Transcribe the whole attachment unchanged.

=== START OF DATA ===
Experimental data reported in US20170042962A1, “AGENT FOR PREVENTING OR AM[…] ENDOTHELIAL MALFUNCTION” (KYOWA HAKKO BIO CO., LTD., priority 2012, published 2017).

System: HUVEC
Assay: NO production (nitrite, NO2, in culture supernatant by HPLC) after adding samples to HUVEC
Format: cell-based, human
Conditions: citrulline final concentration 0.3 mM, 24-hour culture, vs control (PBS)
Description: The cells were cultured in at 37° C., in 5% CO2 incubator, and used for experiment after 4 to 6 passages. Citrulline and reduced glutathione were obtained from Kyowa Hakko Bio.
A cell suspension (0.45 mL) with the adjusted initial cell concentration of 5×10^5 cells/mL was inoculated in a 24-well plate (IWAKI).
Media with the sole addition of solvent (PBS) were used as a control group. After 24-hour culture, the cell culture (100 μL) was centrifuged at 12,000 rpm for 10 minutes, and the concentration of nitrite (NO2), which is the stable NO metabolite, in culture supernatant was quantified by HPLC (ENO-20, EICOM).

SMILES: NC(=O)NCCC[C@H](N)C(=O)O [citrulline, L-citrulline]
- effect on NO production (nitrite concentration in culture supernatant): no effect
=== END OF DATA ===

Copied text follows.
Experimental data reported in US20170042962A1, “AGENT FOR PREVENTING OR AM[…] ENDOTHELIAL MALFUNCTION” (KYOWA HAKKO BIO CO., LTD., priority 2012, published 2017).

System: HUVEC
Assay: NO production (nitrite, NO2, in culture supernatant by HPLC) after adding samples to HUVEC
Format: cell-based, human
Conditions: citrulline final concentration 0.3 mM, 24-hour culture, vs control (PBS)
Description: The cells were cultured in at 37° C., in 5% CO2 incubator, and used for experiment after 4 to 6 passages. Citrulline and reduced glutathione were obtained from Kyowa Hakko Bio.
A cell suspension (0.45 mL) with the adjusted initial cell concentration of 5×10^5 cells/mL was inoculated in a 24-well plate (IWAKI).
Media with the sole addition of solvent (PBS) were used as a control group. After 24-hour culture, the cell culture (100 μL) was centrifuged at 12,000 rpm for 10 minutes, and the concentration of nitrite (NO2), which is the stable NO metabolite, in culture supernatant was quantified by HPLC (ENO-20, EICOM).

SMILES: NC(=O)NCCC[C@H](N)C(=O)O [citrulline, L-citrulline]
- effect on NO production (nitrite concentration in culture supernatant): no effect